Philip J. LeBeau is a CNBC auto and airline industry reporter based at the network's Chicago bureau. He is also editor of the Behind the Wheel section on CNBC.com.
LeBeau has reported one-hour documentaries for the network, including "Dreamliner: Inside the World's Most Anticipated Airplane," "Ford: Rebuilding an American Icon" and "Saving General Motors."
Prior to joining CNBC, LeBeau served as a media relations specialist for Van Kampen Funds in Oak Brook Terrace, Ill., and was instrumental in implementing an initiative to communicate the company's mutual fund and investment practices to the public and the press. While at Van Kampen, LeBeau held a Series 6 license.
Previously, he held general assignment reporting positions at KCNC-TV, the CBS affiliate in Denver, and KAKE-TV, the ABC affiliate in Wichita, Kan. LeBeau began his career as a field producer at WCCO-TV in Minneapolis, where he wrote, produced and researched consumer stories. He graduated from the University of Missouri-Columbia School of Journalism with a bachelor's degree in journalism and broadcasting.
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After several years of steady growth, even as the rest of the market slowed down, the luxury auto segment is finally hitting the brakes. I'm not surprised, nor should you be. In fact, I will not be surprised if the slower luxury sales last a while.
There are some commonly held perceptions among car buyers that are getting tossed out the window right now. The biggest, in my opinion, involve the incentives dealers and automakers are rolling out to sell cars, trucks, and SUVs. So, with the March auto sales coming out, it seems appropriate to set the record straight.
The e-mail jumped off the screen at me. It came in earlier this week when I asked you why we have not seen a "game changing" car, truck, or SUV in a while. Ray wrote of his interest in Chevy's electric/gas hybrid Volt currently in development.
The clock is ticking at Ford. By the end of 2009, the company has targeted that it will be back in the black. That's less than 2 years away and with the economy slowing down, you might be looking at that deadline and wondering if Ford is going to make it.
Mojo, Buzz. You pick the adjective. The auto industry is lacking the one car, truck, or SUV that everyone is talking about. You know, the one model getting attention, good or bad. Think Hummer from 5 years ago. Or the Prius 3 years ago.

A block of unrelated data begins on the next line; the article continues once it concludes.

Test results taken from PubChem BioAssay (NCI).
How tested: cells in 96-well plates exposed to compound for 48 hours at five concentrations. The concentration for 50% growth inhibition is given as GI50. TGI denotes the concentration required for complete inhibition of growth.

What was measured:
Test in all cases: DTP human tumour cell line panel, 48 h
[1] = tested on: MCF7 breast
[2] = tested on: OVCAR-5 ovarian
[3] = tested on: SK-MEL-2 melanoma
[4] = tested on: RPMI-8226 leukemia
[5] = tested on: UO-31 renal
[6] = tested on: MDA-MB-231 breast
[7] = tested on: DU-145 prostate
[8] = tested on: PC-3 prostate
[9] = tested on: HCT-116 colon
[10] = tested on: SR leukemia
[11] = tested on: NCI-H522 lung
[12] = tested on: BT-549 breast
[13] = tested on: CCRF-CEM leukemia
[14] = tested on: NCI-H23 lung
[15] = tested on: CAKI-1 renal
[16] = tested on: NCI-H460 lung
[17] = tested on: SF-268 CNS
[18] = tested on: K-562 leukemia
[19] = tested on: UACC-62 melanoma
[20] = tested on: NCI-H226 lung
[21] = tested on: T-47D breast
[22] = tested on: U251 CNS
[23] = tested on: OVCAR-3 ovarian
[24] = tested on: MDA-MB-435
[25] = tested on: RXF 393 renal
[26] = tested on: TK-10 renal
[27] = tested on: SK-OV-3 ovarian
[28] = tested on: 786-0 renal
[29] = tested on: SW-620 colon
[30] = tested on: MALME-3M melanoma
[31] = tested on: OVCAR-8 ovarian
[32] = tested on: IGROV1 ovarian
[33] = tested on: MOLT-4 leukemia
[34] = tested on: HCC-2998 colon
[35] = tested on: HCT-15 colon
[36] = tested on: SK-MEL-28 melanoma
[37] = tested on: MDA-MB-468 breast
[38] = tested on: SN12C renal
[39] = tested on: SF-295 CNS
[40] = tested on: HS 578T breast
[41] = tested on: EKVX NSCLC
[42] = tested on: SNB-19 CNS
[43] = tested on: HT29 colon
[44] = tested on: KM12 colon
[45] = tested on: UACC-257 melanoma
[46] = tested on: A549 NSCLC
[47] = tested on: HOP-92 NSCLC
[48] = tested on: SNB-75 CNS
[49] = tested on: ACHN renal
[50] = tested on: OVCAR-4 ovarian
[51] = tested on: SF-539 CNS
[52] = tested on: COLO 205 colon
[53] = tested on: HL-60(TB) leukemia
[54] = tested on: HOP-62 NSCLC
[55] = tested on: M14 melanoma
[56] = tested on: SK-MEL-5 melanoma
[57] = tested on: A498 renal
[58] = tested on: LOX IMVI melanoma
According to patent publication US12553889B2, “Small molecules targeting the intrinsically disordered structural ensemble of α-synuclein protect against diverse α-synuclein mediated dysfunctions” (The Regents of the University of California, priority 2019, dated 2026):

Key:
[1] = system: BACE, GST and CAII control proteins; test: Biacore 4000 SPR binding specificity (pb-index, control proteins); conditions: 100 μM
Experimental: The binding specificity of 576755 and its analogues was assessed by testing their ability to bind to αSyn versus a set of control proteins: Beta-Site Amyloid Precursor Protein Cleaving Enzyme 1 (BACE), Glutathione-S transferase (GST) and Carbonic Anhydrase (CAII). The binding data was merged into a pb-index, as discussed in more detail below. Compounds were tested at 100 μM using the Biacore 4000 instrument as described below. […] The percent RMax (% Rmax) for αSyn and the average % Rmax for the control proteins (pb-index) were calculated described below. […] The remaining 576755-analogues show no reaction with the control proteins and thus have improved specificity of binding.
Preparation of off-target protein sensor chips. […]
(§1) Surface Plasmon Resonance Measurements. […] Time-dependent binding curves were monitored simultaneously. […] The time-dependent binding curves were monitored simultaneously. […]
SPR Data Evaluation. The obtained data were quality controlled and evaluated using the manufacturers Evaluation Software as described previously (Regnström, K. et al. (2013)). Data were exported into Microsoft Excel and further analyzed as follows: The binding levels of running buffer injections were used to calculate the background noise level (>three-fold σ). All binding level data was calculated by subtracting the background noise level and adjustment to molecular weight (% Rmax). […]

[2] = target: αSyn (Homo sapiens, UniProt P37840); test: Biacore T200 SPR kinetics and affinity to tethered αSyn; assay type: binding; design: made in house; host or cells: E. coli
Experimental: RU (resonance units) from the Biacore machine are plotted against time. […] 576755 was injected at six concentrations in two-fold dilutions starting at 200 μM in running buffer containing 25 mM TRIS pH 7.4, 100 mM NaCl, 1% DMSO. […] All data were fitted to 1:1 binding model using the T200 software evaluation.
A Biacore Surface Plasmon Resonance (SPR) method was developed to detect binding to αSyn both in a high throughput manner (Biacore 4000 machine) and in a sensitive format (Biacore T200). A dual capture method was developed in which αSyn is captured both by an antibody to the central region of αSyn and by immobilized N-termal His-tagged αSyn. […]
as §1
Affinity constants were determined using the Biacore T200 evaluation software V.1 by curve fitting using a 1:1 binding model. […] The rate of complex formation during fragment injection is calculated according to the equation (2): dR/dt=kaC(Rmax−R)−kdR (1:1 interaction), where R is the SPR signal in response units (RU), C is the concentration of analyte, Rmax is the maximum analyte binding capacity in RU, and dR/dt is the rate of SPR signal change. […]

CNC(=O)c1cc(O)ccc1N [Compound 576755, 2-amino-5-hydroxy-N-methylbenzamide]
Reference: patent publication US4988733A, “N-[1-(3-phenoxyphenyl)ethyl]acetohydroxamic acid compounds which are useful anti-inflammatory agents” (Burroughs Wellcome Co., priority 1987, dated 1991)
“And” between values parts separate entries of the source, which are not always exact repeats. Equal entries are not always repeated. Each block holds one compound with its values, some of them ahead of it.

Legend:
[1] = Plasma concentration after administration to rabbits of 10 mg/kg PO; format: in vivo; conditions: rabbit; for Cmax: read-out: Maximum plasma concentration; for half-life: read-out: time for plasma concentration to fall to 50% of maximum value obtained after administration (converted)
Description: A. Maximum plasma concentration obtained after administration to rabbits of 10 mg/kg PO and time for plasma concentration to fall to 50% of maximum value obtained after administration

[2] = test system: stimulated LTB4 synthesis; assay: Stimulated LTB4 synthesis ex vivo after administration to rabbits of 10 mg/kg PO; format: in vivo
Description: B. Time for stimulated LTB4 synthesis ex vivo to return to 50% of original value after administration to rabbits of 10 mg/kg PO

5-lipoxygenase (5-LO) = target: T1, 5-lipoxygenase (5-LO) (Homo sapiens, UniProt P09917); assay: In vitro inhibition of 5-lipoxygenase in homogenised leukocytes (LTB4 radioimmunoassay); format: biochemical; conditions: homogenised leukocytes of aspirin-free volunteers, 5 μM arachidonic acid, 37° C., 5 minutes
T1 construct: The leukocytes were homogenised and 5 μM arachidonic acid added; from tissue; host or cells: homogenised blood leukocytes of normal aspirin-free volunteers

Talk about an amazing race. More than 65 futuristic, but real cars, will be racing throughout 10 U.S. cities, with the winner getting $10 million dollars. Sounds incredible, and it could be. It's the Automotive X prize competition which just signed on with Progressive Insurance providing $12.5 million dollars as the title sponsor.
I hate to lose. I admit it. It's my competitive nature. Which will make today at the NY Auto Show a painful and costly experience for me. Today, Pontiac is showing its newest crossover utility vehicle. It's coming from GM's Australian subsidiary Holden and I have to admit it's pretty cool.
As I sat down to interview Chrysler CEO Bob Nardelli, Co-President Jim Press, and Co-President Tom LaSorda two things jumped out in my mind. First: is Chrysler's turn-around on target? Second: Do Chrysler's growth plans remove lingering doubts about the automaker's future.
It's not quite 1999, but it sure is starting to feel like that again. Back then, leasing a car was all the rage. The percentage of leased cars, trucks, and SUVs was substantially higher, and you often heard people say, "Don't buy it. Lease it!!"
Jaguar Land Rover has signed David Beckham as a brand ambassador for its Jaguar brand as it looks to sustain sales growth in China. The FT reports.
CEO Mary Barra's first crisis is how GM handled the recall of 1.37 million vehicles sold with a faulty ignition key.
According to a new report, fine art was the worst performing collectible last year, with prices down 3 percent.
Toyota Motor is prepping the first-ever "green bond" in the U.S. auto asset-backed security (ABS) market.